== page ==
Friday 14 September 2018

The Theatre Of Cruelty.

A Spectacle Of Punishment: Clare Curran’s fate: public, prolonged and filled with intense emotional pain; was out of all proportion to her transgressions. As always in the Theatre of Cruelty, we were treated to the spectacle of hate without cause; punishment without mercy; and the unimpeded triumph of institutional sadism.

“HARDER! HARDER! I want to hear her scream!” The awful images and dialogue from that late-night arts documentary, broadcast forty years ago, were unforgettable in the worst way. One of those highbrow British television networks was examining the “Theatre of Cruelty”: an artistic movement born out of the surrealist revolution of the 1920s and 30s which was making something of a comeback in the work of the French playwright, Jean Genet. The scene seared on my memory was an out-take lasting only a few seconds: but those few seconds were enough.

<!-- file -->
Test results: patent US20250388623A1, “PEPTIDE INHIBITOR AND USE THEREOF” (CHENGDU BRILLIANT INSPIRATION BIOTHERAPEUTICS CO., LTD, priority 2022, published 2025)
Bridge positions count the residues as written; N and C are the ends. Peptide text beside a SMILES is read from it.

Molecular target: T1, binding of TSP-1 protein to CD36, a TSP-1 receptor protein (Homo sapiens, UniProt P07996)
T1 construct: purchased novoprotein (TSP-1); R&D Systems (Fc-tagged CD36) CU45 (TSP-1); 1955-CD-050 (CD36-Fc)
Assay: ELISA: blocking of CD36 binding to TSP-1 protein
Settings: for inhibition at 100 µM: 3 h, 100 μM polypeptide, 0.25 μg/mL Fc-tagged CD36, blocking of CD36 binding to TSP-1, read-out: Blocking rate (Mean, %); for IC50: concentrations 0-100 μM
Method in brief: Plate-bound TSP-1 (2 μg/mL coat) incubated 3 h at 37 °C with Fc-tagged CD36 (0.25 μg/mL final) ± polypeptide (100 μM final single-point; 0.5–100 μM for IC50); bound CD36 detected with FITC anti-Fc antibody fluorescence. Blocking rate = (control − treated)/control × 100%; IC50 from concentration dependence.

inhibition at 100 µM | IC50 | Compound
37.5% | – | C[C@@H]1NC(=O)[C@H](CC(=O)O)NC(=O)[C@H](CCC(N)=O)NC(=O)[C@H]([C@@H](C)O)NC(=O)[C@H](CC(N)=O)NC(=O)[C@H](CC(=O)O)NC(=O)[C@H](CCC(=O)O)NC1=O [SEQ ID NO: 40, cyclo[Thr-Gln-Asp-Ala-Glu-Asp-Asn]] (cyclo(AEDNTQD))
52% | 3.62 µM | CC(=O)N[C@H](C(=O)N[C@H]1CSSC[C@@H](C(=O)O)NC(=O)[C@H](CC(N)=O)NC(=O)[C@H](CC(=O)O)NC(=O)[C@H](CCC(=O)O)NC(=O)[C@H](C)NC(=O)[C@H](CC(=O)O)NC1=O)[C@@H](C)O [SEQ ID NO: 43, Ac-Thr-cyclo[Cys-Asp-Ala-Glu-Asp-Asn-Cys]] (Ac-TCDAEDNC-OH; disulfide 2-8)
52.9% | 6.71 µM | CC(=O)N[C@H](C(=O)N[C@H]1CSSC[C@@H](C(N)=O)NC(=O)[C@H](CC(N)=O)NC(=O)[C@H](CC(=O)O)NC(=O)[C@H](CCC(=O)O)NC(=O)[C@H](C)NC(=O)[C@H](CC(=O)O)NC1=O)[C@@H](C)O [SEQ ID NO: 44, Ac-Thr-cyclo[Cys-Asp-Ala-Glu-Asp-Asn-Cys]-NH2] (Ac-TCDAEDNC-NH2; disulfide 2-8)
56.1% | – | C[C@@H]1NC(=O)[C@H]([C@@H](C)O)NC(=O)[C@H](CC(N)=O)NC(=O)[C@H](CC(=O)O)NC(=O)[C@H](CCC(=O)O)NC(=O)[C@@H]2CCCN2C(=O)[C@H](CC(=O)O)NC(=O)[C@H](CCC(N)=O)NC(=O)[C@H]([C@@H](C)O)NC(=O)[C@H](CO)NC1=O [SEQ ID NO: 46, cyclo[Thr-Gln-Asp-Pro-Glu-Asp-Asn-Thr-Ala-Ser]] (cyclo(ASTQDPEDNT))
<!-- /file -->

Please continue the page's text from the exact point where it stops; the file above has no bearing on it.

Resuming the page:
The shock-factor intrinsic to the Theatre of Cruelty was intended to demolish the smug assumptions of its audiences by exposing the violence and sadism lying just below the surface of everyday life. The playwright’s purpose was to lay bare the cruelty embedded in the institutions that educate, employ, entertain and govern us. It certainly had that effect on me, a callow youth of 16 or 17. The sheer delight with which one of the characters urged on the torturer to new heights of depravity was profoundly affecting.

Why am I reliving all this? Because the recent treatment of Clare Curran brought it all back. The Theatre of Cruelty and contemporary politics have converged in a truly alarming fashion.